Reporter, State Dept. Get Into Heated Discussion Over Iran Sanctions

• December 14, 2016 5:25 pm


Associated Press reporter Bradley Klapper and State Department spokesman John Kirby got into a heated discussion at Wednesday's press briefing while discussing possible sanctions against Iran for the country's involvement in the Syrian civil war.

Iran is one of the primary backers of the Assad regime in Syria, along with Russia.

Klapper said that Kirby had downplayed in recent briefings the role Iran has played in Syria, focusing instead on Russia's support for the Assad regime. Kirby denied that he has downplayed Iran's involvement and said Russia has had a larger role in the conflict. Klapper then brought up the issue of sanctions.

"How many sanctions have you put on Iran over Syria in the last two years? Zero," Klapper said.

Kirby responded by bringing up the rhetoric that has come out of Iran over Syria recently. Tehran has hailed the Assad regime's effective seizure of the city of Aleppo from rebels this week.

"Even though they're directing a lot of the ground attacks and they have their own kind of proxies embedded with the Syrians, and you've done nothing on the sanctions front even though you have widespread authority to sanction Iran," Klapper said.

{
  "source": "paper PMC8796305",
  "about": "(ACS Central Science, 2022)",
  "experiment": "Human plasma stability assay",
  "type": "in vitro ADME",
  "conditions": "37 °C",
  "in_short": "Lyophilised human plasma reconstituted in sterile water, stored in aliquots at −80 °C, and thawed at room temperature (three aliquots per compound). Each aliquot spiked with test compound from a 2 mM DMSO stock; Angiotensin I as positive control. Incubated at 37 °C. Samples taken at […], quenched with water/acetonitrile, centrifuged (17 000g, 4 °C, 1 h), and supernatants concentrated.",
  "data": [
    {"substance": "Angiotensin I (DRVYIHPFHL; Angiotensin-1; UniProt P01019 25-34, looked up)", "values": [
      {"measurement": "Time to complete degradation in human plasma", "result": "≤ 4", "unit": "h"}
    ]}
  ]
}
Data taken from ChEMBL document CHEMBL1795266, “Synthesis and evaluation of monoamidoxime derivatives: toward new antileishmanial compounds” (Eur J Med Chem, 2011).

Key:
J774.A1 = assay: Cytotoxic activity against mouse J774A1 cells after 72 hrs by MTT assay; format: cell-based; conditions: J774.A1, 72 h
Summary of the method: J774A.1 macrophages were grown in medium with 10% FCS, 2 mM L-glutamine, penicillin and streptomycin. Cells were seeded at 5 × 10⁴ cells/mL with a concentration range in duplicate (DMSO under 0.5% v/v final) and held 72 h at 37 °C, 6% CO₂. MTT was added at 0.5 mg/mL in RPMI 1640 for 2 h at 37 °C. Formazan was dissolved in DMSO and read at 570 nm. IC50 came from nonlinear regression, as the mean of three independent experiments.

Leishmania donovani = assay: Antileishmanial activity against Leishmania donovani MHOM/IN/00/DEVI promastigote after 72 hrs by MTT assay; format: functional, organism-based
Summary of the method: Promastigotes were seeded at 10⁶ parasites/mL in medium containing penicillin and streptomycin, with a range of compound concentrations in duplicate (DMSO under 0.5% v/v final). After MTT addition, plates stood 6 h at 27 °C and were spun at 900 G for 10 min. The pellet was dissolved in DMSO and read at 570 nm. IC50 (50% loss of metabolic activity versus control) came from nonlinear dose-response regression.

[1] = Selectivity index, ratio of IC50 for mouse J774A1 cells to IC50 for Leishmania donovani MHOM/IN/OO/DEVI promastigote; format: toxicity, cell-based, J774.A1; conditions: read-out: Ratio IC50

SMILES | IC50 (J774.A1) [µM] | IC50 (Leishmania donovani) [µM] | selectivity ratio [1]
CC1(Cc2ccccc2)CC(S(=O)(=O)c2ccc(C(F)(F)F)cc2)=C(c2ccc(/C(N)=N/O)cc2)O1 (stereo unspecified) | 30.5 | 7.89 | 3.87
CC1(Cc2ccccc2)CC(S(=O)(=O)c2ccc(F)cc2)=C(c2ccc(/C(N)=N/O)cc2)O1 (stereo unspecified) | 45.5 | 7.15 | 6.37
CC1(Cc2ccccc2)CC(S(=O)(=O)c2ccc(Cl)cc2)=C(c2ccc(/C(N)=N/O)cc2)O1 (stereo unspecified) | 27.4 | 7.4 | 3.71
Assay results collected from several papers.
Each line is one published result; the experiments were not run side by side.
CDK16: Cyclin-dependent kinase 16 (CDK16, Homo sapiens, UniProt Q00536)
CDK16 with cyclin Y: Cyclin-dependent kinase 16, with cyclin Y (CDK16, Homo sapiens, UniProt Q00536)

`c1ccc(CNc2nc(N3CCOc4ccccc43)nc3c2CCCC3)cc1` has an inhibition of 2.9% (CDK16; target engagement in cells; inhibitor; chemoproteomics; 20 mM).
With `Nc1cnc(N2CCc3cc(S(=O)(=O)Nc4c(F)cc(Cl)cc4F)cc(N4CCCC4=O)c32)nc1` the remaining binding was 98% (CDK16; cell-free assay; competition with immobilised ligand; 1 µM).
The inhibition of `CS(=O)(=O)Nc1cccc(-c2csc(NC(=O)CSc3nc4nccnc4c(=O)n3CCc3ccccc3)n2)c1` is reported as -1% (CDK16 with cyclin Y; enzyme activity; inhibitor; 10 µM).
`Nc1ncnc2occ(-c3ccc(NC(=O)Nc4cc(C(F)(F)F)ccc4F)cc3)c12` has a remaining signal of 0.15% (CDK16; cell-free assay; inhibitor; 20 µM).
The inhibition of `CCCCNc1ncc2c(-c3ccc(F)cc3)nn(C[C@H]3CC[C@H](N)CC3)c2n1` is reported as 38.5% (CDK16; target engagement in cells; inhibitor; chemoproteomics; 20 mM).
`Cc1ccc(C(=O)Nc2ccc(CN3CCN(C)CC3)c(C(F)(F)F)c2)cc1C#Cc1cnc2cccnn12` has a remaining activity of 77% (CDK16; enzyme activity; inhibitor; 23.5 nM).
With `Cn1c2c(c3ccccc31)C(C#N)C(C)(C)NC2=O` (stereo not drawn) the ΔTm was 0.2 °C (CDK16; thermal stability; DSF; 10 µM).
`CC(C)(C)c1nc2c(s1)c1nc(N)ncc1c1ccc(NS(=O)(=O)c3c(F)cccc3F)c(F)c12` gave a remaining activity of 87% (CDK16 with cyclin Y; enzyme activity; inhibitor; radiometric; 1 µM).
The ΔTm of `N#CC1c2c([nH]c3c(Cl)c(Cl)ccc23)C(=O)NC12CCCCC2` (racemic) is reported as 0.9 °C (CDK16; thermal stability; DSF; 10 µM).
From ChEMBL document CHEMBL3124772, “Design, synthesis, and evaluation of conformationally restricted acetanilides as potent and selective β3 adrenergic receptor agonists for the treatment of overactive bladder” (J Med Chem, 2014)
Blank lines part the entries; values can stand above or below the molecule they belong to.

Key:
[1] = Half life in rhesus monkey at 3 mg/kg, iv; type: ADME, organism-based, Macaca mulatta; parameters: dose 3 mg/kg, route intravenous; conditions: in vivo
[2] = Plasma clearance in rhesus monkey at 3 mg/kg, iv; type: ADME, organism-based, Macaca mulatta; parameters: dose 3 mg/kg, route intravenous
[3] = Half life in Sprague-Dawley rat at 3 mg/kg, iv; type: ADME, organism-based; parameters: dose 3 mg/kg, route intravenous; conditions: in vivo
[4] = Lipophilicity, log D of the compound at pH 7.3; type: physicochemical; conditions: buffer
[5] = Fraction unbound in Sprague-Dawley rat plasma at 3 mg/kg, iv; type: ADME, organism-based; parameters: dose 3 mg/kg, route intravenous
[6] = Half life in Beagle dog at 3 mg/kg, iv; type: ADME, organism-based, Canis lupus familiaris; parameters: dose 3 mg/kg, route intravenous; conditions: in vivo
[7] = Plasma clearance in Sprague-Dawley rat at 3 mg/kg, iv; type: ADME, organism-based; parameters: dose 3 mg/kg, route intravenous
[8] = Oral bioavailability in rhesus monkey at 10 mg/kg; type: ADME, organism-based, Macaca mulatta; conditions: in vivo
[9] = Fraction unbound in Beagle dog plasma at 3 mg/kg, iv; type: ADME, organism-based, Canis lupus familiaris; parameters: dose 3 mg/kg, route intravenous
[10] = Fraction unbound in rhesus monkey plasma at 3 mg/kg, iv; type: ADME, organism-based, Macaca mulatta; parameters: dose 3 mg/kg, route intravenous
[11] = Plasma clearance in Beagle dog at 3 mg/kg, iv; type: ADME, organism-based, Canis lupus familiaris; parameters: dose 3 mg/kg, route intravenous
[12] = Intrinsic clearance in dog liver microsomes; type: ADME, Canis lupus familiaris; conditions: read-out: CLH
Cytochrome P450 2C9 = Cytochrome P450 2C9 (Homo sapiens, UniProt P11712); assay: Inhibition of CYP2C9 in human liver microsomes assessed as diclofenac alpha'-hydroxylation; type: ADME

"We have sanctions in place on Iran's destabilizing activities as well as their support for terrorism and groups like Hezbollah, which we know are operating in Syria," Kirby said before stating that he would not debate with Klapper at the press briefing about policy.

Klapper said that the sanctions Kirby was referring to were not about Syria but other Iranian activities.

"This is not about state sponsorship of terrorism," Klapper said. "This is about their support for the Assad regime's military activity. It's a completely different set and you've done, the administration has done nothing."

The heated discussion ended with the two of them telling one another, "Don't get upset."

The Obama administration gave Iran large-scale sanctions relief this year after the comprehensive nuclear deal was implemented in January.